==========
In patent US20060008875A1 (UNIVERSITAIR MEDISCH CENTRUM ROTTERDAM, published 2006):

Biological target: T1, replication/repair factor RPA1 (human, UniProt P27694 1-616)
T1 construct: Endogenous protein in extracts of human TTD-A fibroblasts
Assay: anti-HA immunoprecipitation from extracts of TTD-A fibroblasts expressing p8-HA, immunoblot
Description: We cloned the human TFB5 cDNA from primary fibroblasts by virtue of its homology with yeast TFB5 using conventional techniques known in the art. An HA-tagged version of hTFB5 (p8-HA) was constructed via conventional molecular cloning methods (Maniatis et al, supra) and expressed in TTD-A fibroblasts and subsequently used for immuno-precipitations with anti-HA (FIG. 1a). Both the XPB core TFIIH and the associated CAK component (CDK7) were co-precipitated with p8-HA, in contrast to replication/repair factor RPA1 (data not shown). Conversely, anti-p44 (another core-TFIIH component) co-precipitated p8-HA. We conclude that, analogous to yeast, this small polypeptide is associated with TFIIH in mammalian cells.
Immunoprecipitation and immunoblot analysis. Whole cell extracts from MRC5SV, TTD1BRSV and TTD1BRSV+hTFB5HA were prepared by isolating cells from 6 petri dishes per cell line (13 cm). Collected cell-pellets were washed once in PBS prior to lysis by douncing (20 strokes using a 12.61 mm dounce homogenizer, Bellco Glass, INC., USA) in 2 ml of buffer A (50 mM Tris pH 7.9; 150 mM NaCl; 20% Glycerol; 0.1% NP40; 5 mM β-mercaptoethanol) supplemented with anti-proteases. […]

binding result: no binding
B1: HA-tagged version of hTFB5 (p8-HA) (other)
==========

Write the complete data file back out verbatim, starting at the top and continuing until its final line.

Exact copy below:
In patent US20060008875A1 (UNIVERSITAIR MEDISCH CENTRUM ROTTERDAM, published 2006):

Biological target: T1, replication/repair factor RPA1 (human, UniProt P27694 1-616)
T1 construct: Endogenous protein in extracts of human TTD-A fibroblasts
Assay: anti-HA immunoprecipitation from extracts of TTD-A fibroblasts expressing p8-HA, immunoblot
Description: We cloned the human TFB5 cDNA from primary fibroblasts by virtue of its homology with yeast TFB5 using conventional techniques known in the art. An HA-tagged version of hTFB5 (p8-HA) was constructed via conventional molecular cloning methods (Maniatis et al, supra) and expressed in TTD-A fibroblasts and subsequently used for immuno-precipitations with anti-HA (FIG. 1a). Both the XPB core TFIIH and the associated CAK component (CDK7) were co-precipitated with p8-HA, in contrast to replication/repair factor RPA1 (data not shown). Conversely, anti-p44 (another core-TFIIH component) co-precipitated p8-HA. We conclude that, analogous to yeast, this small polypeptide is associated with TFIIH in mammalian cells.
Immunoprecipitation and immunoblot analysis. Whole cell extracts from MRC5SV, TTD1BRSV and TTD1BRSV+hTFB5HA were prepared by isolating cells from 6 petri dishes per cell line (13 cm). Collected cell-pellets were washed once in PBS prior to lysis by douncing (20 strokes using a 12.61 mm dounce homogenizer, Bellco Glass, INC., USA) in 2 ml of buffer A (50 mM Tris pH 7.9; 150 mM NaCl; 20% Glycerol; 0.1% NP40; 5 mM β-mercaptoethanol) supplemented with anti-proteases. […]

binding result: no binding
B1: HA-tagged version of hTFB5 (p8-HA) (other)